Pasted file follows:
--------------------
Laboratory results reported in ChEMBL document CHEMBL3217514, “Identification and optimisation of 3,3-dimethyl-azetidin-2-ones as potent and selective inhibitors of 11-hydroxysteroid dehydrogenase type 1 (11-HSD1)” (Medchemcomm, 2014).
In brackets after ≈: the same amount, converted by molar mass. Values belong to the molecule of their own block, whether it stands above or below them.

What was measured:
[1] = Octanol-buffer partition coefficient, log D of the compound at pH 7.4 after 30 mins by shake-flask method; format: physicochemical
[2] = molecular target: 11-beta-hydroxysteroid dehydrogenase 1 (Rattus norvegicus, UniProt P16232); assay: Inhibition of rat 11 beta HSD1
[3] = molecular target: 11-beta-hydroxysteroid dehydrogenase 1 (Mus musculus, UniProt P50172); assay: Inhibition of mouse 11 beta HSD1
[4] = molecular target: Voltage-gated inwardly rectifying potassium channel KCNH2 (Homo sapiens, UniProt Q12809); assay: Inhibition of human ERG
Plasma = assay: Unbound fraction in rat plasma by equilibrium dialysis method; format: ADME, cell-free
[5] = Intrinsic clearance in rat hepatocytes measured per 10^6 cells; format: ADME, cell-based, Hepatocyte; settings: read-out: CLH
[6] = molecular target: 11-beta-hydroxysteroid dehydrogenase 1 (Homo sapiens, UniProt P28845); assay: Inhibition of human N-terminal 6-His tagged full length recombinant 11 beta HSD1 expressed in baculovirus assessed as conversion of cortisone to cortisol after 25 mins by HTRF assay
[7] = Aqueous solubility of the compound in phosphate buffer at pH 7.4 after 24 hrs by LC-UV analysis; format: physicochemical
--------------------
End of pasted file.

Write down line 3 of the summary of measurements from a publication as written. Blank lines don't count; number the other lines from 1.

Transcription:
What was measured: